HARRISBURG — June in Harrisburg is when mayflies swarm from the Susquehanna River and the state Capitol teems with lobbyists and politicians horse-trading over the tens of billions of dollars that will keep Pennsylvania ticking for another year.
This year, Pennsylvania’s minimum wage might be the biggest horse traded.
Raising the wage is getting its most serious discussion since Democratic Gov. Wolf began calling for an increase in 2015 and, for that matter, since the federal minimum wage was last increased in 2009, lawmakers say.
The question, Democrats say, is how big of an increase leaders of the Republican-controlled Legislature will support and what sort of concession they will demand in return.
“We’ve talked with the (Republican) leaders over the last several weeks,” said House Minority Leader Frank Dermody, D-Allegheny. “They’re all saying ‘We can talk,’ and they’re probably going to need some things in exchange for a minimum wage increase. We’ll have to see.”
Until now, Republican lawmakers have rebuffed Wolf’s minimum-wage overtures, warning that raising the minimum will squeeze business owners and kill off low-wage jobs that are an on-ramp to the workforce. Wolf’s administration maintains that a wage increase will improve the state’s finances and Democrats say it will boost wages have stagnated for the lowest earners.
On Monday, rank-and-file lawmakers will return to the Capitol following a break for much of May.
Daily voting sessions are scheduled through the end of June, or at least until lawmakers wrap up an approximately $34 billion budget package for the fiscal year starting July 1.
That package could include a minimum-wage increase
Currently, Pennsylvania is one of 21 states whose minimum wage is set at the $7.25 per hour federal minimum. The other 29 states, including all of Pennsylvania’s neighbors, have higher minimums and half of the 50 states have authorized an automatic future wage increase of some sort.
In January, Wolf proposed taking Pennsylvania’s hourly minimum to $12 on July 1 — a move that would put it in line with the highest state minimum wages, according to federal data. His plan also eliminates Pennsylvania’s $2.83 tipped-wage minimum, as a few other states have done, and authorizes annual 50-cent increases to bring the minimum wage to $15 in 2025.
Republicans quickly rejected an increase to $12 an hour, but a number of GOP lawmakers say they are willing to go along with a more modest increase. Some kind of increase may be good politics for lawmakers in politically divided districts where victories in 2020 elections could help the GOP maintain its majorities, particularly in the Senate.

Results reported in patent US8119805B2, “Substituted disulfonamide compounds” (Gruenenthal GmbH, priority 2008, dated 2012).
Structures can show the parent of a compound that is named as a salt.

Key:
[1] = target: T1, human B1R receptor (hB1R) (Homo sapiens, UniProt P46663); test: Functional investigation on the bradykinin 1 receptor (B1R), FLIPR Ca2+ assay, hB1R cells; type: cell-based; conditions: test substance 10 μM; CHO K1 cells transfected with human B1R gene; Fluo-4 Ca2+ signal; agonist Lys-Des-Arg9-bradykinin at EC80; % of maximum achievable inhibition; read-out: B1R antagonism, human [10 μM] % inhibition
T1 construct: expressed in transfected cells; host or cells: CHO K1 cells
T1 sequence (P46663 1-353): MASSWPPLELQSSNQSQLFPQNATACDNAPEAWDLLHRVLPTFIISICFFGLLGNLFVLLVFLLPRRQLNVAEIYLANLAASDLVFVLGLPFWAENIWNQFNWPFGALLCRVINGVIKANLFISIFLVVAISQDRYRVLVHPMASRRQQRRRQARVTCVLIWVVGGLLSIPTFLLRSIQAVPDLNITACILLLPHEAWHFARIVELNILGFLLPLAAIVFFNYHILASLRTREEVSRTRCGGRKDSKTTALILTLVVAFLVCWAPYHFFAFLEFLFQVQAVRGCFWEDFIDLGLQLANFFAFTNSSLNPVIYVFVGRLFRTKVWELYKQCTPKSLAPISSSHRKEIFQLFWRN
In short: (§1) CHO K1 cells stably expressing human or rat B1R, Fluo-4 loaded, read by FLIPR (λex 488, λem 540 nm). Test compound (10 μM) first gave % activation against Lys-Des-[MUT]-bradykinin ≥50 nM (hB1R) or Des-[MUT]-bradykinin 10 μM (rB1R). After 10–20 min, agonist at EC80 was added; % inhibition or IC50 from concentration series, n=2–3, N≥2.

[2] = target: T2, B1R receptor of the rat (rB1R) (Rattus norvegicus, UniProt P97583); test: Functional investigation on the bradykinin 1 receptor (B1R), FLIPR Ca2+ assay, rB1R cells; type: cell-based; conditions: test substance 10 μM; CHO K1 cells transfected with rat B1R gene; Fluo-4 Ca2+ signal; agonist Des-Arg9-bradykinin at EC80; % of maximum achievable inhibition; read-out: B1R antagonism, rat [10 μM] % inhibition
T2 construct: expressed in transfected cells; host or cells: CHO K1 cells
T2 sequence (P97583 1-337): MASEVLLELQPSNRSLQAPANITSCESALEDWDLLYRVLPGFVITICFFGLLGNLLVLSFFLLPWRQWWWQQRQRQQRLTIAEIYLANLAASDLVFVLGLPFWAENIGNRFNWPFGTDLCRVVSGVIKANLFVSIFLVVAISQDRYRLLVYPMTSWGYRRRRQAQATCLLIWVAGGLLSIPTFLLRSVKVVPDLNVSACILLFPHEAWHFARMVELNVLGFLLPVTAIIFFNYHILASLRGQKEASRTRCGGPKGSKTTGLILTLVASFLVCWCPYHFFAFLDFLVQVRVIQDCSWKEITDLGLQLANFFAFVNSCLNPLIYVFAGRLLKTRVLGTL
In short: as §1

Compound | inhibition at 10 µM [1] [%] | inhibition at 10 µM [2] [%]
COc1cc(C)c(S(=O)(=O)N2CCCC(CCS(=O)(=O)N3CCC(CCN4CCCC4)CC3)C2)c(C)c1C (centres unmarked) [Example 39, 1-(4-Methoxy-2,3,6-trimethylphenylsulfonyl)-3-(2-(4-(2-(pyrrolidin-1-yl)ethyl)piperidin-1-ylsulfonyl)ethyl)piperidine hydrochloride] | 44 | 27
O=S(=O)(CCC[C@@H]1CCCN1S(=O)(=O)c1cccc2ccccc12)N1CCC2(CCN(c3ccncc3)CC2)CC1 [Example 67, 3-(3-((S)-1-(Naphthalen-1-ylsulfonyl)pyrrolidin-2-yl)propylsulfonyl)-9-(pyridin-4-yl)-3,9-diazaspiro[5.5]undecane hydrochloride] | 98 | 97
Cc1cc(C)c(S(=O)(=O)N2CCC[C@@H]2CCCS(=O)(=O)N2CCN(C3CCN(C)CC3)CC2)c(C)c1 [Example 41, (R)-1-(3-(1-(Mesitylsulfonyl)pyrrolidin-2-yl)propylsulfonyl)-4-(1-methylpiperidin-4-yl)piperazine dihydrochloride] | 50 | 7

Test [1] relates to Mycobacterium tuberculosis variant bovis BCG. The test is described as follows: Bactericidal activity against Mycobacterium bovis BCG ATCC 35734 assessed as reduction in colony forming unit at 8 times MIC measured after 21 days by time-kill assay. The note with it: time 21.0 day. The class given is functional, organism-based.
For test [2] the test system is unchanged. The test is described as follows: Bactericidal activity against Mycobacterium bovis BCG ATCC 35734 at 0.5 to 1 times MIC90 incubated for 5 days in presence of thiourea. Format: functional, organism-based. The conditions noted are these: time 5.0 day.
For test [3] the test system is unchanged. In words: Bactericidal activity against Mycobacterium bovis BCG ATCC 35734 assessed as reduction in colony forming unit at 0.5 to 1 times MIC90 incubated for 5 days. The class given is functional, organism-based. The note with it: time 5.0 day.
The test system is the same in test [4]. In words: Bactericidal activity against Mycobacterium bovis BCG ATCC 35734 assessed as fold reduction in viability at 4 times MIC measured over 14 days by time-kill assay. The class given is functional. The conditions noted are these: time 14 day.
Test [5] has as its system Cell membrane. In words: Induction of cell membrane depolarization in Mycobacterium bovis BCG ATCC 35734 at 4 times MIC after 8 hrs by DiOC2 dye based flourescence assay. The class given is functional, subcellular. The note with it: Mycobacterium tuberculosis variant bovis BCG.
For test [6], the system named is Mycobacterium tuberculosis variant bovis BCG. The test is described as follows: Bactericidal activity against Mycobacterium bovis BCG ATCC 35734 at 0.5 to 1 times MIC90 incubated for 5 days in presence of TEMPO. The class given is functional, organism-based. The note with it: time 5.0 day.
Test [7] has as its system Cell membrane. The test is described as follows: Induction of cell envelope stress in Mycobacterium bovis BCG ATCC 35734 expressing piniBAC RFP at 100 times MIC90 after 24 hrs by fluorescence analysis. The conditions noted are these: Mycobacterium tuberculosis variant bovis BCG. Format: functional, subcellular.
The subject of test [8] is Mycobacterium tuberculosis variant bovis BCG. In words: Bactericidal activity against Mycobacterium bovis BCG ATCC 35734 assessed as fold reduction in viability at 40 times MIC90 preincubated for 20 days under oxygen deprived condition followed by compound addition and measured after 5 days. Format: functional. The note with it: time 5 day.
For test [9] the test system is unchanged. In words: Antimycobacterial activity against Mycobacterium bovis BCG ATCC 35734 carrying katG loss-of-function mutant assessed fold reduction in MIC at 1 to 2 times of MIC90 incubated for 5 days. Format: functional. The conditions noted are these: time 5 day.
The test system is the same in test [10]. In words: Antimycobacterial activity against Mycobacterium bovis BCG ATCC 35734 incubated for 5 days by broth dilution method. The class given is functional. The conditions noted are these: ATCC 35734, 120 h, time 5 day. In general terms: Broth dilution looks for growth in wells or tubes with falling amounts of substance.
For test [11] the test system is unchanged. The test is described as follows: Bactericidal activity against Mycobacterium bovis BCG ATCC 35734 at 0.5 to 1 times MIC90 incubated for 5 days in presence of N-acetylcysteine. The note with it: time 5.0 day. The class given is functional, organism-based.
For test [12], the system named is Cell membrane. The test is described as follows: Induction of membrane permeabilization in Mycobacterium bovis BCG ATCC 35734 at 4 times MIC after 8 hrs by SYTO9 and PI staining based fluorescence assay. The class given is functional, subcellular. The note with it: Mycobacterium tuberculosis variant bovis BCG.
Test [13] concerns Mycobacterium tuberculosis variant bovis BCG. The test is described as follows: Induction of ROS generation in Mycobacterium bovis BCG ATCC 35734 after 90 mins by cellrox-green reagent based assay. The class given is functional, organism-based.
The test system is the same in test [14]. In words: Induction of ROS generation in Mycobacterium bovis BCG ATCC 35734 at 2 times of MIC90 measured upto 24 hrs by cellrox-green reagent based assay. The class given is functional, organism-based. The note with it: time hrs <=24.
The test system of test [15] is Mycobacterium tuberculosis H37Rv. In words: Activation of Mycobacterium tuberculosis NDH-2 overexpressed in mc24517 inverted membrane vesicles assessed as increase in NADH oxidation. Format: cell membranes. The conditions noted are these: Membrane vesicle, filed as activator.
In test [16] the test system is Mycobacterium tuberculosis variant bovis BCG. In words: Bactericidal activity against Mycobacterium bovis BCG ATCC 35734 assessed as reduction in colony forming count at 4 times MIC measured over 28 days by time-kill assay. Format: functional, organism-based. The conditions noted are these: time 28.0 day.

In that chamber, Labor and Industry Committee Chairwoman Camera Bartolotta, R-Washington, is preparing legislation to boost the minimum wage by a “cost-of-living increase,” which she said would protect business owners from crushing new costs.
She declined to give details.
Senate Majority Policy Committee Chairman David Argall, R-Schuylkill, said he also supports some sort of minimum-wage increase and that Senate Republicans have discussed the idea of tying an increase to policies to get more people into the workforce and off public assistance programs.
In the House, Majority Leader Brian Cutler, R-Lancaster, acknowledged that minimum wage is a subject of discussion with Wolf’s office. But, he said, his caucus is not developing a counterproposal to the governor’s plan and he would not say what sort of increase, if any, the caucus might support, or whether it would block any sort of increase.
“For me, I’d rather focus on the jobs that pay far more than minimum wage and get career pathways to get individuals earning a lot more,” Cutler said.
The discussion comes at a time when there is relative harmony around the budget in the Capitol and a bipartisan focus on strengthening training for people to work in skilled trades and high-tech jobs.
Still, most of Wolf’s top non-budget priorities are treading water, and lawmakers, including Republicans, suggest that giving Wolf a policy “win” will help Republicans secure concessions on their policy priorities.
Boosting the minimum wage could be that win, but it is likely to be more complicated than settling on an increase in the wage.
For instance, Pennsylvania’s neighboring states tend to have special rules for smaller businesses or certain geographical areas. Democrats, meanwhile, want to repeal Pennsylvania’s prohibition on municipalities setting their own minimum-wage rates.
“When we get back into session on Monday, I’m sure all of those issues will percolate to the top,” Bartolotta said, “and we’ll address that as it comes.”